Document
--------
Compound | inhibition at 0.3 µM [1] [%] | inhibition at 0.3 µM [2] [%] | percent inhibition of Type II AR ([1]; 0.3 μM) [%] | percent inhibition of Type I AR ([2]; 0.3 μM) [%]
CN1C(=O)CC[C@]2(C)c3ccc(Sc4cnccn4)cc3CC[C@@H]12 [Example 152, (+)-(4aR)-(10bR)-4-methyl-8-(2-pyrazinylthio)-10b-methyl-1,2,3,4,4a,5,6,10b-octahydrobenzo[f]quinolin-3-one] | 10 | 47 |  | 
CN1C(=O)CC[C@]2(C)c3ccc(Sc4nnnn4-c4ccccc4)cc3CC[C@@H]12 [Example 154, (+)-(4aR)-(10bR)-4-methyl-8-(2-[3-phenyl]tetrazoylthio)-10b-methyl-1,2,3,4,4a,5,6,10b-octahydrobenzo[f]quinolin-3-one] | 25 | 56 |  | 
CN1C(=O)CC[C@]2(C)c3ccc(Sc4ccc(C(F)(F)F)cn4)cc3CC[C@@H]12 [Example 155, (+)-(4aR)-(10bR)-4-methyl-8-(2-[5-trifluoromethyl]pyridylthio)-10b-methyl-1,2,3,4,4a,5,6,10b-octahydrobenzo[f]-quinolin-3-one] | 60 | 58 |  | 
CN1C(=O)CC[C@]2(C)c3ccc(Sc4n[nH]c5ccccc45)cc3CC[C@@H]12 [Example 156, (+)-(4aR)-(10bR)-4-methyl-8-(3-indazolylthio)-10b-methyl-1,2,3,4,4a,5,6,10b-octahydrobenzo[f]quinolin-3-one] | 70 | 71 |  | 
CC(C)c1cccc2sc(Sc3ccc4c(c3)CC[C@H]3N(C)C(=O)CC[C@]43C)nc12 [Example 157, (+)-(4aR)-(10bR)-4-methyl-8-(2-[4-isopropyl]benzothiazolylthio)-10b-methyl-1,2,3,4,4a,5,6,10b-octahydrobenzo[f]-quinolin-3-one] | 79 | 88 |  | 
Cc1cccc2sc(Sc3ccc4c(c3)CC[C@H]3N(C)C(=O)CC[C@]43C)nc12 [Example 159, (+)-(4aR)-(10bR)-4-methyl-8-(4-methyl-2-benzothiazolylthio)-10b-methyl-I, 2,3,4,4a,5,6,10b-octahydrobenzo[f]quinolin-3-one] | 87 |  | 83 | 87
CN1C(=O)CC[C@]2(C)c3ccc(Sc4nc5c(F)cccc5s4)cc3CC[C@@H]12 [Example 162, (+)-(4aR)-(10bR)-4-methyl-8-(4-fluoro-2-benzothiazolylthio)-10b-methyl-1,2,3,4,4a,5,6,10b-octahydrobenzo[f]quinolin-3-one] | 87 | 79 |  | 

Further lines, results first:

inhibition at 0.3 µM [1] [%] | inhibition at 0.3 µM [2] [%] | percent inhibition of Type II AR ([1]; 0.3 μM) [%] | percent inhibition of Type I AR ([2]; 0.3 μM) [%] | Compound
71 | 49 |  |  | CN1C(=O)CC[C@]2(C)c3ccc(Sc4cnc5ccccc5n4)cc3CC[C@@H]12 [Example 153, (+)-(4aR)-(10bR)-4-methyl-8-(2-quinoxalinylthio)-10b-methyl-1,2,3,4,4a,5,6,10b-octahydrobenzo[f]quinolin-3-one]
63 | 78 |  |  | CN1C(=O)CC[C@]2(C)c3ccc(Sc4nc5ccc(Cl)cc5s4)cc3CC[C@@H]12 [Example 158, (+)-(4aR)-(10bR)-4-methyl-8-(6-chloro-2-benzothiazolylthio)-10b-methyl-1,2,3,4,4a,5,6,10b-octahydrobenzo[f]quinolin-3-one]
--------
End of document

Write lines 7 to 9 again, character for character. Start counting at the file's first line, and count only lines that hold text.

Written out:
Cc1cccc2sc(Sc3ccc4c(c3)CC[C@H]3N(C)C(=O)CC[C@]43C)nc12 [Example 159, (+)-(4aR)-(10bR)-4-methyl-8-(4-methyl-2-benzothiazolylthio)-10b-methyl-I, 2,3,4,4a,5,6,10b-octahydrobenzo[f]quinolin-3-one] | 87 |  | 83 | 87
CN1C(=O)CC[C@]2(C)c3ccc(Sc4nc5c(F)cccc5s4)cc3CC[C@@H]12 [Example 162, (+)-(4aR)-(10bR)-4-methyl-8-(4-fluoro-2-benzothiazolylthio)-10b-methyl-1,2,3,4,4a,5,6,10b-octahydrobenzo[f]quinolin-3-one] | 87 | 79 |  | 

Further lines, results first: